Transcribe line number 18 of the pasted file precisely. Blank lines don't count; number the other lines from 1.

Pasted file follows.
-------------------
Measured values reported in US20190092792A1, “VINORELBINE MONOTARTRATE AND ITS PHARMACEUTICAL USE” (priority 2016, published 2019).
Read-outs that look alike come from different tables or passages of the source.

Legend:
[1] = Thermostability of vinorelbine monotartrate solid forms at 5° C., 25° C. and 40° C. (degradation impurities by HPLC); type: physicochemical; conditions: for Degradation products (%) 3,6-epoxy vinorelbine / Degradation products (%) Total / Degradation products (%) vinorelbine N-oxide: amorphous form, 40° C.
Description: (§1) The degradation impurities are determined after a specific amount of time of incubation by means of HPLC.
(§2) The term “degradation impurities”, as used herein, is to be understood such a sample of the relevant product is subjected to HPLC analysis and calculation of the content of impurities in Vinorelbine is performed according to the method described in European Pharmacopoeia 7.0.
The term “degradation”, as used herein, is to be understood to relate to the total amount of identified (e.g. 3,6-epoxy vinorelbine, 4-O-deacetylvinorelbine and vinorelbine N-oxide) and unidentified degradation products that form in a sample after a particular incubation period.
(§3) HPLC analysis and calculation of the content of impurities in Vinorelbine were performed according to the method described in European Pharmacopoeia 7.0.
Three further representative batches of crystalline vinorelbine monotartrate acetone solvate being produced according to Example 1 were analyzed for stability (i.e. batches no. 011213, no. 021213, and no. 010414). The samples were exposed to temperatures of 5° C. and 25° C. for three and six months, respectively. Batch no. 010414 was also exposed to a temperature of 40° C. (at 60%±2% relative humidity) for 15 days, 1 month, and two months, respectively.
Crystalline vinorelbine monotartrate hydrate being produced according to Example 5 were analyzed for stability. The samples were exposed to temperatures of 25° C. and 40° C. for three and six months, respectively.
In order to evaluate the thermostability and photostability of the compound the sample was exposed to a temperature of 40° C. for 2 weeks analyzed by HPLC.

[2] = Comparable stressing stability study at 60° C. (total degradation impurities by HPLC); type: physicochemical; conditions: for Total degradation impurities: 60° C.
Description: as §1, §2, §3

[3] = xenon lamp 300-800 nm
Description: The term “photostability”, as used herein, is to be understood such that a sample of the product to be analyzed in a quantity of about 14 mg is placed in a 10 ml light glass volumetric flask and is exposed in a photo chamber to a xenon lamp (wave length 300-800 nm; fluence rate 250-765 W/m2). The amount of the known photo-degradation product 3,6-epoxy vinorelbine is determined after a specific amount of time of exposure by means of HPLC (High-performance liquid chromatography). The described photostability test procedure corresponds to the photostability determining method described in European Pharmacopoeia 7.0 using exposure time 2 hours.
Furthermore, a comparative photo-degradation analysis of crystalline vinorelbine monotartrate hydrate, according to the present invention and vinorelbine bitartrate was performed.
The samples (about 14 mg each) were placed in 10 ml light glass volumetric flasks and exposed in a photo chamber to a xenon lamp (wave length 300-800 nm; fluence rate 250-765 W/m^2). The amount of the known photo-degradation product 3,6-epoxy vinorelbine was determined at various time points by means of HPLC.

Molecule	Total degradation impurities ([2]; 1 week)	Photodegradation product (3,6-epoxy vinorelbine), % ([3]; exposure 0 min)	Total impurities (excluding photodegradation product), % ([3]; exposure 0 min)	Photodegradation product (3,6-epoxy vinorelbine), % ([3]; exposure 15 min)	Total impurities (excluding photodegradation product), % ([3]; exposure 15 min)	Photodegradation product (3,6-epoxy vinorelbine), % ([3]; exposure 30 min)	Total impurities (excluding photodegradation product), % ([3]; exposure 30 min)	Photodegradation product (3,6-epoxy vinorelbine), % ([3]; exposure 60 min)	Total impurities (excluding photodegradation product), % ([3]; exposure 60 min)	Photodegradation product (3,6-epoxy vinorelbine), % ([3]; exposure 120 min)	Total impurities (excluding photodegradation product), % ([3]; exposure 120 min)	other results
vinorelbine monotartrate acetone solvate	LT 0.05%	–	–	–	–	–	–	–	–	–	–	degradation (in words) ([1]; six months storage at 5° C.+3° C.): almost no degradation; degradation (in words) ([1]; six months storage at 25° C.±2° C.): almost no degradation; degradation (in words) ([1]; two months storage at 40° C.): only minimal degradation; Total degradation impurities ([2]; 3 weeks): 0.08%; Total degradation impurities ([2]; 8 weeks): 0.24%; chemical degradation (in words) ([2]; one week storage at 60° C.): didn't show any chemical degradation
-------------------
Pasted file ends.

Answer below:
Molecule	Total degradation impurities ([2]; 1 week)	Photodegradation product (3,6-epoxy vinorelbine), % ([3]; exposure 0 min)	Total impurities (excluding photodegradation product), % ([3]; exposure 0 min)	Photodegradation product (3,6-epoxy vinorelbine), % ([3]; exposure 15 min)	Total impurities (excluding photodegradation product), % ([3]; exposure 15 min)	Photodegradation product (3,6-epoxy vinorelbine), % ([3]; exposure 30 min)	Total impurities (excluding photodegradation product), % ([3]; exposure 30 min)	Photodegradation product (3,6-epoxy vinorelbine), % ([3]; exposure 60 min)	Total impurities (excluding photodegradation product), % ([3]; exposure 60 min)	Photodegradation product (3,6-epoxy vinorelbine), % ([3]; exposure 120 min)	Total impurities (excluding photodegradation product), % ([3]; exposure 120 min)	other results